There are many risk factors that increase the stress and strain on your pelvic floor muscles. Some of these risk factors include pregnancy, childbirth, menopause, chronic poor posture, chronic cough, and more. Obesity is also on this list as one of the risk factors that increases the incidence of urine leakage.
Being over-weight or obese requires our bodies to carry around a lot of added weight. This added weight increases the stress and strain on the bones and ligaments of our lower bodies, just like carrying a 50 lb. back pack would affect the force of every step, every squat and every sit to stand effort we make throughout our day. More specifically, any added weight that we carry in our abdomen increased the stress and strain on our pelvic floor muscles.
If we look closely at our anatomy, we can recognize the challenges our pelvic floor faces. We can all feel our bony pelvis at the base of our abdomen. If we palpate our pubic bone, our tailbone, and our two sit bones, we have felt the major landmarks of our pelvic outlet. This diamond shaped pelvic outlet is spanned by the muscular and connective tissue that makes up our pelvic floor. The soft tissue of our pelvic floor is literally the bottom of our pelvic bowl or basket and has the difficult responsibility of holding up our pelvic organs as well as any abdominal fat that we carry around. This is a tall task for any soft tissue, but the relatively thin pelvic floor faces the added challenge of having 3 openings (female) or 2 openings (male) that are responsible for controlling the passage of solids, liquids, and air from our bodies. All of these responsibilities are placed on a soft tissue that also has to fight against gravity as we sit and stand throughout most of our day.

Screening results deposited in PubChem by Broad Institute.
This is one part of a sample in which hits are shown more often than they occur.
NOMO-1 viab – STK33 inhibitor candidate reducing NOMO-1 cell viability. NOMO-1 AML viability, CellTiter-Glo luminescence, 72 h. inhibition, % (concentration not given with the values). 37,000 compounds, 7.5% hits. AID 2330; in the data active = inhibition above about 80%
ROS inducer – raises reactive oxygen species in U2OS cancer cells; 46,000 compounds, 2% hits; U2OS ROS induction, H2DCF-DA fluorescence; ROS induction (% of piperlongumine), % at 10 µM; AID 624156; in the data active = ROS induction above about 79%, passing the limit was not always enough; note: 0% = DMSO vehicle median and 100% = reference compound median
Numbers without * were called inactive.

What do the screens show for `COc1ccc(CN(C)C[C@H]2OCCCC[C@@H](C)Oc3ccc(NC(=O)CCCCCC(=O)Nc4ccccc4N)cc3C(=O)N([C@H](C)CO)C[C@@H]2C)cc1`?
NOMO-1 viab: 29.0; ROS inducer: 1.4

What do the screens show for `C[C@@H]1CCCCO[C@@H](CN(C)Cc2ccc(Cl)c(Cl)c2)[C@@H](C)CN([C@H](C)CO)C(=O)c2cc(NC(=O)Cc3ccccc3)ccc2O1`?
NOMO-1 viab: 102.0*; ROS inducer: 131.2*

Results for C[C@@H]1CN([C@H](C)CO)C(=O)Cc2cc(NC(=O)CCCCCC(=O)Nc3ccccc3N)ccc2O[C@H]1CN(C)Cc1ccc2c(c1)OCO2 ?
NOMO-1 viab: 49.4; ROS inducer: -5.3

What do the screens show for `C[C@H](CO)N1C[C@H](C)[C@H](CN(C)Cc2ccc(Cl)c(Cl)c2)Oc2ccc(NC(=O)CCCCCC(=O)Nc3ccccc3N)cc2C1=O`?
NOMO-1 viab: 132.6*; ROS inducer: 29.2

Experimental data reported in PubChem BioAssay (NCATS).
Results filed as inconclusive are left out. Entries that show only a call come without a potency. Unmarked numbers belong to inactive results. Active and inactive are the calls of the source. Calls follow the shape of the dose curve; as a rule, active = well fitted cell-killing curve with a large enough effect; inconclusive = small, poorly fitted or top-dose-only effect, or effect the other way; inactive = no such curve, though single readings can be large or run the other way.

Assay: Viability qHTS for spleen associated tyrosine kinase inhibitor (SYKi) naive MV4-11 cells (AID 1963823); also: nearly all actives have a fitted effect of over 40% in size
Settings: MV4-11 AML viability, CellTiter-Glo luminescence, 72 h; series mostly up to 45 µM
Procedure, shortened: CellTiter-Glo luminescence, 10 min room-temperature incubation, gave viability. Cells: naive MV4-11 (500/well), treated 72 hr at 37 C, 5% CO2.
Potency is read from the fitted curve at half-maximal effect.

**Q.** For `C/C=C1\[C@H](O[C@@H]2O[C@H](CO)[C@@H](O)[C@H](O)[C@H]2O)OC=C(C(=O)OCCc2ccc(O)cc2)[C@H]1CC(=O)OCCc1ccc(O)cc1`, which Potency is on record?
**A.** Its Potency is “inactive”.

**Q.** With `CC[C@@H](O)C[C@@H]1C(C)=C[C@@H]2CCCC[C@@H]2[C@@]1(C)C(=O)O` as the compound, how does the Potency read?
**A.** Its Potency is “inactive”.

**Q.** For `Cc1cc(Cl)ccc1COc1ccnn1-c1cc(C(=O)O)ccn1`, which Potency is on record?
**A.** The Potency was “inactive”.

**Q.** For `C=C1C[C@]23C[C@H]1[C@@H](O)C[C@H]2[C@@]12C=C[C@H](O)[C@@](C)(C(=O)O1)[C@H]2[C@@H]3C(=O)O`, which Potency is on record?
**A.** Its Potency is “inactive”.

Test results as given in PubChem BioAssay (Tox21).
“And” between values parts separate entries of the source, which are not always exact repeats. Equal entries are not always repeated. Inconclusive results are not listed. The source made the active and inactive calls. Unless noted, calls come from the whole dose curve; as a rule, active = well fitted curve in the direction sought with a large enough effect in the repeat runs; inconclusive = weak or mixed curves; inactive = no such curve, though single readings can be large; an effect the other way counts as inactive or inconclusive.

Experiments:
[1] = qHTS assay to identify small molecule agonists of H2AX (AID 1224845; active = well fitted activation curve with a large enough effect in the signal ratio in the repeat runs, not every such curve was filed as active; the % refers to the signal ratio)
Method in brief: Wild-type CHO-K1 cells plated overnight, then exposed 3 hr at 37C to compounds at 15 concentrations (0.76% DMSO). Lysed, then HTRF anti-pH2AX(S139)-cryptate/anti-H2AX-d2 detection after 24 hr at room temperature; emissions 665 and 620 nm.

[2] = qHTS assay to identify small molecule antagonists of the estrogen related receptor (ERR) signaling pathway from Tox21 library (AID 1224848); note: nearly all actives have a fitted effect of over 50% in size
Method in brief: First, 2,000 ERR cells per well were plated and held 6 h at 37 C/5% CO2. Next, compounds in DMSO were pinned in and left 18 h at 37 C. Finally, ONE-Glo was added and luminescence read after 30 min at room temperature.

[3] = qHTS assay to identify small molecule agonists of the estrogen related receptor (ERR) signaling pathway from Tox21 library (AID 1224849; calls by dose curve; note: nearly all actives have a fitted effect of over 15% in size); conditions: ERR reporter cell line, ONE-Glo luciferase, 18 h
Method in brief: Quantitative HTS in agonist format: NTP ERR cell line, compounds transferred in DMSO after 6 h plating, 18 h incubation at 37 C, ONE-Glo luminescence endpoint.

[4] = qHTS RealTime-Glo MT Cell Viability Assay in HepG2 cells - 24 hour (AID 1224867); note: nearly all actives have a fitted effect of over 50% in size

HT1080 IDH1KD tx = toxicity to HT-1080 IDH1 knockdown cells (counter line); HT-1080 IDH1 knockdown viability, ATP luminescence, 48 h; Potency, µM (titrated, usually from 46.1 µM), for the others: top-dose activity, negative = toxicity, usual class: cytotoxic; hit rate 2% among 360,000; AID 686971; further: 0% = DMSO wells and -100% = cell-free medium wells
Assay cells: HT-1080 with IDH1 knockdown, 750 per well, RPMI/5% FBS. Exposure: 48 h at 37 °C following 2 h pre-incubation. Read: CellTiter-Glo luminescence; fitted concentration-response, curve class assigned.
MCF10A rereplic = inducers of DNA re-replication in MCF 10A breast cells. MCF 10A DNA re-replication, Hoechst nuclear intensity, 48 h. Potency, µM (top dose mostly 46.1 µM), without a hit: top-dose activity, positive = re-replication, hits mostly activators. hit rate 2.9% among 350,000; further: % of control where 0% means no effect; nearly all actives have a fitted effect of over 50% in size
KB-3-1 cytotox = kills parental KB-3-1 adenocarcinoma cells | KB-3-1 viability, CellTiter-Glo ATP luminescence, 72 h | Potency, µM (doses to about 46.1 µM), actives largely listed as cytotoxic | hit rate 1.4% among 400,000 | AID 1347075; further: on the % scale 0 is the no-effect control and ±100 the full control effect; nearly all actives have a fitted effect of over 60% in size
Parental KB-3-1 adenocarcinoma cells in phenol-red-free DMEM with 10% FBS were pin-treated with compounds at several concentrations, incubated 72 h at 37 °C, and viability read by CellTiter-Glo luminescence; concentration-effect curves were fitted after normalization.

Certainly, with this visual, we can recognize that any added abdominal weight that we carry in our pelvic basket will have an effect on the function of our pelvic floor muscles. For each added pound we hold in our abdomen, the stress and strain on our pelvic floor muscles increases. If the added weight and pressure get to be too much, it can cause our pelvic floor muscles to give way, allowing leakage of urine, feces, or gas.
My goal in this entry is to increase your awareness of how each pound that we are overweight can have a direct effect on our pelvic floor. More specifically, efforts to lose abdominal weight is an important part of restoring optimal pelvic floor function.
Published On: April 15, 2010